Knicks' Walsh: Curry won't play until he shapes up
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Eddy Curry may have shed close to 40 pounds in the offseason, but he has not shed his image as a player too out of shape to help the Knicks.
Curry is not in acceptable playing condition. For now, that is the official conclusion of the Knicks coaching and management staff as Knicks president Donnie Walsh announced Tuesday that Curry would not be back on the practice floor until trainers got him into better playing shape.
"While he did a lot this summer, he’s not ready to go out there and play at NBA speed," Walsh said. "We’re going to take longer and get him out there, because every time the comes out on the floor, he pulls a muscle."
Curry injured himself on the first day of training camp seven days ago when he tore the plantaris muscle in his right calf. The team had made it seem that it was possible that he would return to practice with his teammates Tuesday. Now, even though the team isn’t all that concerned with this specific injury, there is no timetable for his return.
"Once you get in the game, you have to be game ready," Walsh said. "I don’t think he’s going to be game ready for awhile."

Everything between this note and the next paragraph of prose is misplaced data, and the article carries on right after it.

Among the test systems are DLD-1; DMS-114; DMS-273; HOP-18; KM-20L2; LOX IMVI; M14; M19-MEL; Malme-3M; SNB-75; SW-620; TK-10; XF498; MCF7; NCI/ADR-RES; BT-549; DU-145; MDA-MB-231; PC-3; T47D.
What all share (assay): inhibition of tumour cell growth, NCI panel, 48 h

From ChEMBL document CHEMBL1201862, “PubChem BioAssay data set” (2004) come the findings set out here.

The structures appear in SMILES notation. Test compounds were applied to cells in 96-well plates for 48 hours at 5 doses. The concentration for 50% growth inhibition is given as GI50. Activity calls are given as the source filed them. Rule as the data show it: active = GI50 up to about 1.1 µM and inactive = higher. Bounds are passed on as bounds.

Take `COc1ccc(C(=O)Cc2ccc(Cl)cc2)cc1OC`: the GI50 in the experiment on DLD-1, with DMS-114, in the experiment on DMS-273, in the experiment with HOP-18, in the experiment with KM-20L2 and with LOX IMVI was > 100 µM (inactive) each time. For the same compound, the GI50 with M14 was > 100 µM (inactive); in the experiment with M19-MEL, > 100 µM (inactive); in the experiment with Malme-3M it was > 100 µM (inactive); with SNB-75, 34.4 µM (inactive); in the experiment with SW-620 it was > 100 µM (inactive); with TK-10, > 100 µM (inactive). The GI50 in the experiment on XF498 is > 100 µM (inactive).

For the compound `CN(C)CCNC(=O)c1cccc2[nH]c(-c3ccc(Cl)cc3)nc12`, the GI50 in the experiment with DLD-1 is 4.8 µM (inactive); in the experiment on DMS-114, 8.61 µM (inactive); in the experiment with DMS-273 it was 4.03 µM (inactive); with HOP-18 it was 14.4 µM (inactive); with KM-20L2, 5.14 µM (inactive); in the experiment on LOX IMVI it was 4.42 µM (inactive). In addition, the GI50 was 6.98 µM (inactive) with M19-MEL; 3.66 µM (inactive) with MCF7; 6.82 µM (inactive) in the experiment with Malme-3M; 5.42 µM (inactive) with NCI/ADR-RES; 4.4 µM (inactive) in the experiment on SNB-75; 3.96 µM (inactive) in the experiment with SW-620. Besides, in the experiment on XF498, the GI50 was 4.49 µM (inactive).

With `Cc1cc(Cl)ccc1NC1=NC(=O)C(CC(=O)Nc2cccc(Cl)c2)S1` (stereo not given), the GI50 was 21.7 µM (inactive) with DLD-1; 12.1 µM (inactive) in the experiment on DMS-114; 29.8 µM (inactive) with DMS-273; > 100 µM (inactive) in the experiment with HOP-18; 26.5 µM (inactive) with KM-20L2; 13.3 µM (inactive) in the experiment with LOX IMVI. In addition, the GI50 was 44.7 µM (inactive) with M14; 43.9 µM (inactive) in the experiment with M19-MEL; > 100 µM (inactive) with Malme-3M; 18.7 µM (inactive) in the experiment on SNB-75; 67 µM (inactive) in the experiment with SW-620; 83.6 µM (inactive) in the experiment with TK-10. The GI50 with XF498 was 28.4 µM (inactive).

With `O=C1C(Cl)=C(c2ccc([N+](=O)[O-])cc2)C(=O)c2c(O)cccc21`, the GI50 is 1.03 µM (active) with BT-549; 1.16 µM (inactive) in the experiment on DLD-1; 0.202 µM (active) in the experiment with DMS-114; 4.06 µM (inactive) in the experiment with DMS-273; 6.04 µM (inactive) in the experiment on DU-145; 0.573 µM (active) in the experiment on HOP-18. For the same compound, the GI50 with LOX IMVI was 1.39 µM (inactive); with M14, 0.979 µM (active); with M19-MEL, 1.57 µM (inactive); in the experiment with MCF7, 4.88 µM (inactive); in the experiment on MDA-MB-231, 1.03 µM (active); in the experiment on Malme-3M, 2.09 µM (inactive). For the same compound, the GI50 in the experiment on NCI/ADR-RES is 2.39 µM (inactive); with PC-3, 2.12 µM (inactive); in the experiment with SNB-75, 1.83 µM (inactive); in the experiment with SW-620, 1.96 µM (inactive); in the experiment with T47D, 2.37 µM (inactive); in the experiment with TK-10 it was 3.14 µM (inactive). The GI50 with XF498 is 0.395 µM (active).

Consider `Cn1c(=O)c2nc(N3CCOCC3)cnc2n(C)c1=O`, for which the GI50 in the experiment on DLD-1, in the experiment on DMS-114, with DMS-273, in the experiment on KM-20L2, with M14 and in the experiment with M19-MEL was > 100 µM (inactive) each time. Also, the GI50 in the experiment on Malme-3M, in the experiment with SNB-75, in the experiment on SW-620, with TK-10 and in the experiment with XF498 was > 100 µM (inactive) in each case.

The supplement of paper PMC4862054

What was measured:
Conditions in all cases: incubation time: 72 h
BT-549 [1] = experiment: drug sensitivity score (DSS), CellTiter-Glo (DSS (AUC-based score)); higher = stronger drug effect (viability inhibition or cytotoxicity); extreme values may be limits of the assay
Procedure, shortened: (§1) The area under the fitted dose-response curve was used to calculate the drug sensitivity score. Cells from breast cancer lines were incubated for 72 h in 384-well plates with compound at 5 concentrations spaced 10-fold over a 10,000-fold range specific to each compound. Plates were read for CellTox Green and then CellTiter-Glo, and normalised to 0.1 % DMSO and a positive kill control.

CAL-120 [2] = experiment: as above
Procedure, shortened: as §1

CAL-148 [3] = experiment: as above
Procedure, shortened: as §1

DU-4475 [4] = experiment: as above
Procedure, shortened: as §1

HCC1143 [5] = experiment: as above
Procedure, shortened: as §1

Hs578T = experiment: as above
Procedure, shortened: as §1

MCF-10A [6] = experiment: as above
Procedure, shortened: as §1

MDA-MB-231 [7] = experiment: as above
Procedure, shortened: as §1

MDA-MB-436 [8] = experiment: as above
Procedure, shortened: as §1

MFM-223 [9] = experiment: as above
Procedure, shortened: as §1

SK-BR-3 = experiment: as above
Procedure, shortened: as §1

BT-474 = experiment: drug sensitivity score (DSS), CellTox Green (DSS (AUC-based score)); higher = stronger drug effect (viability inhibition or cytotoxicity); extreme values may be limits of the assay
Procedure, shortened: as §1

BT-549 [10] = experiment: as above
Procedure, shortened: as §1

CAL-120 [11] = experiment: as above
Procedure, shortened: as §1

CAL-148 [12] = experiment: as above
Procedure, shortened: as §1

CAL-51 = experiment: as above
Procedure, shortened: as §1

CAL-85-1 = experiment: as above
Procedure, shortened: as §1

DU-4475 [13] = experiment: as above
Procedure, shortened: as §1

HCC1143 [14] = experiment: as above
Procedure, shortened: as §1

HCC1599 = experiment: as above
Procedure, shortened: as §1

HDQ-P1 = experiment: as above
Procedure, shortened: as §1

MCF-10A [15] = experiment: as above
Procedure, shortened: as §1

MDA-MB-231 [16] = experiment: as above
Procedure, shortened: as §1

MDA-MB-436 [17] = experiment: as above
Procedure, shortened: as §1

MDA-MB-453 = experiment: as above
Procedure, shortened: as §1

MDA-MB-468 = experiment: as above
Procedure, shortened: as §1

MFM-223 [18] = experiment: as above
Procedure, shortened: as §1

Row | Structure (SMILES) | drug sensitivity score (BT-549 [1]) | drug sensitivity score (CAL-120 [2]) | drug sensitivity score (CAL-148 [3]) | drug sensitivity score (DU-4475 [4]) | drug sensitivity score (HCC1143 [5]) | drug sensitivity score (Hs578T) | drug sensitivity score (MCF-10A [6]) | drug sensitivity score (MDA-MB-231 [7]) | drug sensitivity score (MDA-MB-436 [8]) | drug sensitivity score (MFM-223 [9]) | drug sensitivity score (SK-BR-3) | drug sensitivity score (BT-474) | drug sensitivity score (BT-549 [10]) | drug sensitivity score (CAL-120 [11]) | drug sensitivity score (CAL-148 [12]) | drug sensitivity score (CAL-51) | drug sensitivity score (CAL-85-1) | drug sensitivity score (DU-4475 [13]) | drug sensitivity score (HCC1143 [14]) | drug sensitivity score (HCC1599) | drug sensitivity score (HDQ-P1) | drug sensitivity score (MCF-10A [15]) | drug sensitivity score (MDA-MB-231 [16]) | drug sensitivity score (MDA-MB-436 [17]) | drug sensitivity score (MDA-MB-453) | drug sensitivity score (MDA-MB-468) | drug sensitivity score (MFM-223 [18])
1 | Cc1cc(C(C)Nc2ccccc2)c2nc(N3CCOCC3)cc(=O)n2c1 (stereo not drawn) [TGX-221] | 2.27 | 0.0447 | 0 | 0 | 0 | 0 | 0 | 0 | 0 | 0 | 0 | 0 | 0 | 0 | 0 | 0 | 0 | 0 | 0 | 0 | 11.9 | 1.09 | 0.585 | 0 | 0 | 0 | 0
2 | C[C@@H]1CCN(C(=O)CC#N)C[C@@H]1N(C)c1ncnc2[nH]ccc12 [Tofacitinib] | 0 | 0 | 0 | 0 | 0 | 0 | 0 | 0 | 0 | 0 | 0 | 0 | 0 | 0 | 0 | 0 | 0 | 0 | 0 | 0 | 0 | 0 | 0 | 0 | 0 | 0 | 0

The Knicks open the season in three weeks, and nobody wanted to conjecture whether Curry would be ready to play at that time. Curry, who hasn’t played in a year and a half, missed all of training camp last season because of problems with the team and was never able to get back into the flow of things enough to play with the team.
"We just want him to get back into shape so he can be healthy," coach Mike D’Antoni said.
There had been much to do at the start of training camp over Curry’s weight loss. Curry is listed in the Knicks training camp guide as weighing 295, though everyone generally concedes that he weighs 317. That 317 is still close to 40 pounds less than what Curry weight last season.
Curry worked out on his own this summer. Now, he will have at least two conditioning sessions a day supervised by the Knicks staff.
Said Walsh: "When he can get out here and do it without pulling something, we’ll bring him back. I don’t know how long it will take. I do know they will work him twice a day, maybe even three times."